Reebok International Limited is a footwear and apparel company that produces and distributes fitness, running, and CrossFit sportswear. Their messaging offers and describes the deal clearly, and provides an end date for the promotion. The statement “exclusions apply” would be better off paired with an external link to their website or promotional page, in order to give the recipient more information with which to make a decision. However, the promotion itself is not one that requires specific pricing or discount information, and so the message is effective and clear.
New York & Company, Inc. is an American wear-to-work retailer for women. The message sample shown below offers scant information about any kind of promotion or event, and seems to be primarily a standard solicitation message. Messages like these are designed to remind consumers of their previous experience with this brand, and encourage them to return again.
Michaels is North America’s largest provider of arts, crafts, framing, floral and wall décor, and merchandise for DIY artists and decorators. The two messages below display two different strategies that Michaels can use in its messaging: tempting and selling. The first message is a tempting message; they know that their main client base is artistic and creative, and so frame their messaging around new ideas and inspiration. They include an external link for more information, and a termination command.
The second message highlights a sale instead, appealing to the standard shopper’s mindset. It includes the same ending notes as the previous one. These two different messaging types are well designed and aimed at Michaels’ target customer base.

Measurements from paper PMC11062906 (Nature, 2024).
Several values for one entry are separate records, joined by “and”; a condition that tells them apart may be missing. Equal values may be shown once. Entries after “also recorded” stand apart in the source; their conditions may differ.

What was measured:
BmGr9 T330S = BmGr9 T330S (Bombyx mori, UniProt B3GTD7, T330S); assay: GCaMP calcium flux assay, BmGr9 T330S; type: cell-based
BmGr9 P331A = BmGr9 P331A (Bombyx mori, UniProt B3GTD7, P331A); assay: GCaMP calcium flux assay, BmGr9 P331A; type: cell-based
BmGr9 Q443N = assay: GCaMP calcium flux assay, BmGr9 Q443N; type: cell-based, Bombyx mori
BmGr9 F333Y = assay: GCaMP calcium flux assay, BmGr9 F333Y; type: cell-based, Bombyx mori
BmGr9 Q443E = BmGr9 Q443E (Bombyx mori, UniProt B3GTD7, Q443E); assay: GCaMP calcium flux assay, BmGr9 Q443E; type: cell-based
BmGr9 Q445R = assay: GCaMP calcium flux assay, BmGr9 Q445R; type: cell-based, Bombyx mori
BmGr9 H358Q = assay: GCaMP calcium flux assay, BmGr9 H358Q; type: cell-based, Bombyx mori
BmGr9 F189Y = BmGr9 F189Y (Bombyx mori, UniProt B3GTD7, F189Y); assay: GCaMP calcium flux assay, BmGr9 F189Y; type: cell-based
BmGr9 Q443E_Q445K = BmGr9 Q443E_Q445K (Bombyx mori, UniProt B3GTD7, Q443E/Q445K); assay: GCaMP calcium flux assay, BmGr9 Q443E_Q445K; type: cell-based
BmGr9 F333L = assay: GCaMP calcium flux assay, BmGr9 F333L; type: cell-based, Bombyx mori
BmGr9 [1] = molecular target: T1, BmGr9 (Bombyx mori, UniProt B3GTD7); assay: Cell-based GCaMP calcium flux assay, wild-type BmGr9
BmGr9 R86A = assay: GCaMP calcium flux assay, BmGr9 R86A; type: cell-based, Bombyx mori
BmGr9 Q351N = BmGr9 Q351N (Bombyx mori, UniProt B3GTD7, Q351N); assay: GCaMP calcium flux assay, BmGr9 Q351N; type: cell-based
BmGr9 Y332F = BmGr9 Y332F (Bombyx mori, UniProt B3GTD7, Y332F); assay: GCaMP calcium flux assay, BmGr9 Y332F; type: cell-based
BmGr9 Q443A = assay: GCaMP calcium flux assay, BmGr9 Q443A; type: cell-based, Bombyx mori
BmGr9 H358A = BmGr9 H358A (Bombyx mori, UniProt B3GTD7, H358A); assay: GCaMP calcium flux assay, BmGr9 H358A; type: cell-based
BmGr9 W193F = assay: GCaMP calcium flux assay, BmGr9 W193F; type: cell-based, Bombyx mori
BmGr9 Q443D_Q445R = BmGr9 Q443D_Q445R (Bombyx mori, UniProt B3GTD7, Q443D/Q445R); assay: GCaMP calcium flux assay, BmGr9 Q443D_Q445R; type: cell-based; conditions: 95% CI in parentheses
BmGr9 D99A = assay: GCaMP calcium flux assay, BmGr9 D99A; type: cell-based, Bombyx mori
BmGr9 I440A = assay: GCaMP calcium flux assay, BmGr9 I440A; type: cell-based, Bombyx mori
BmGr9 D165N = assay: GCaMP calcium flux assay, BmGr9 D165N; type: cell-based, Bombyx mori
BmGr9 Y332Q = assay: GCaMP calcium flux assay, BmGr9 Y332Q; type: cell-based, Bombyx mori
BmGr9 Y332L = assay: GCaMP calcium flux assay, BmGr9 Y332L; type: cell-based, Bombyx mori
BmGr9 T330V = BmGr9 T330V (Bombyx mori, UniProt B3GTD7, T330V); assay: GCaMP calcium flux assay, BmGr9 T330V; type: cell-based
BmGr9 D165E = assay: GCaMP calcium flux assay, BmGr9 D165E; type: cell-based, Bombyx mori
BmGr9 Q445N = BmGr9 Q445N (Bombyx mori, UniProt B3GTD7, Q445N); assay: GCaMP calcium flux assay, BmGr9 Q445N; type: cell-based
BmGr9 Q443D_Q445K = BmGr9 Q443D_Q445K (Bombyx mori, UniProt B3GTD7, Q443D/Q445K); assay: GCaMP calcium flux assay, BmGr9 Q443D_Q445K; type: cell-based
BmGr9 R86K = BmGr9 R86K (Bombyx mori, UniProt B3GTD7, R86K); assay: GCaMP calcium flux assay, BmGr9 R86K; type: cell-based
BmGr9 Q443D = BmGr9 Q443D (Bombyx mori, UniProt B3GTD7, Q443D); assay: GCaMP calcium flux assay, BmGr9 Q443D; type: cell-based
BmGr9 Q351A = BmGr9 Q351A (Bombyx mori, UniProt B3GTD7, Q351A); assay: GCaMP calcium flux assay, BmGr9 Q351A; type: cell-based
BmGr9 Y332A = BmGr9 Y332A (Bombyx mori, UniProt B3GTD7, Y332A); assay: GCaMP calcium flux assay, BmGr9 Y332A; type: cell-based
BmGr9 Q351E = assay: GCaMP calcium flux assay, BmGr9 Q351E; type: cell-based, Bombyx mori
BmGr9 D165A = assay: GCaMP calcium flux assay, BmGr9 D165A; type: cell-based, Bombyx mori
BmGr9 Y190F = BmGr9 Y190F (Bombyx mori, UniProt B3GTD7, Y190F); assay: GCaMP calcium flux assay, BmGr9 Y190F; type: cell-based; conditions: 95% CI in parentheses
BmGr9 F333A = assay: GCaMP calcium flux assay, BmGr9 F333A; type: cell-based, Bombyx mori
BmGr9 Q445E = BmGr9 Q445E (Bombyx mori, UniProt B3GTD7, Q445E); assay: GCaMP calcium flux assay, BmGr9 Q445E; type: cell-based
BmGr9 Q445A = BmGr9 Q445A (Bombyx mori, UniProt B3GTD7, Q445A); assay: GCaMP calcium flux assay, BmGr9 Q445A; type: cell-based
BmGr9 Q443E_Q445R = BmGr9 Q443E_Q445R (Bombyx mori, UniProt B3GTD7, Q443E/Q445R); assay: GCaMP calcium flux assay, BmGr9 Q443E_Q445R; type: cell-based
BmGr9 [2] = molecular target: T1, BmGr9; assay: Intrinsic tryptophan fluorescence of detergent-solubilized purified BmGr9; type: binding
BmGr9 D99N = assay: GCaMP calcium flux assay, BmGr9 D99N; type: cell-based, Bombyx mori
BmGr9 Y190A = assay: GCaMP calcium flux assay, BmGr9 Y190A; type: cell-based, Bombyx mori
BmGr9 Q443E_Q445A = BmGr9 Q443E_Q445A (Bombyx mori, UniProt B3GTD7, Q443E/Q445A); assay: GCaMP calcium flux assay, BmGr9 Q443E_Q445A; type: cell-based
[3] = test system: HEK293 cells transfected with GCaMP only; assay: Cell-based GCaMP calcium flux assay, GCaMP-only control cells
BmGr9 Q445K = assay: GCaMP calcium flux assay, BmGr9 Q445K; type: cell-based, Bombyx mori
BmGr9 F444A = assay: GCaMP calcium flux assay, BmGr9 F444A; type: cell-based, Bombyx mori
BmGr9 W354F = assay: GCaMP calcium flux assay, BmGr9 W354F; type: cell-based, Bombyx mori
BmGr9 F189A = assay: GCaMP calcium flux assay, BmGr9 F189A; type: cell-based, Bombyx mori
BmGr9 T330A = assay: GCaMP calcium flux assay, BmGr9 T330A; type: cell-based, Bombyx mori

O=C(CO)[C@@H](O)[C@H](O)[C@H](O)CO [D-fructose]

Macy’s is an American department store chain. Their sample, shown below, is highlighting a socio-cultural event that the brand is participating in, which is itself a large-scale marketing and exposure piece. This kind of marketing—about marketing—is a unique kind of strategy that only the larger brands and companies can pull off, and is unique in that regard.
10. Kwik Trip
Kwik Trip/Kwik Star is a chain of convenience stores. The messaging below covers the basics: the promotion, the key details, the promotional code, the expiration date, and the terms and conditions. It also includes the termination command at the end of the text, giving the consumer the easy command to unsubscribe.
Kohl’s is an American department store retail chain with over 1,100 locations. They tried to explicitly connect celebrating the holiday to shopping at their store with their initial statements, before launching into all of the necessary details of the promotion. The lack of “text speech” and limited use of non-standard abbreviations helps give this text message a clean, legible appearance while still being detailed.
12. Jamba Juice
Jamba Juice produces blended fruit and vegetable juices, smoothies, and similar products. Their message doesn’t waste time with topical pleasantries; it immediately describes the promotion, the limitations of the promotion, and an external link containing more information. Quick, effective, well done.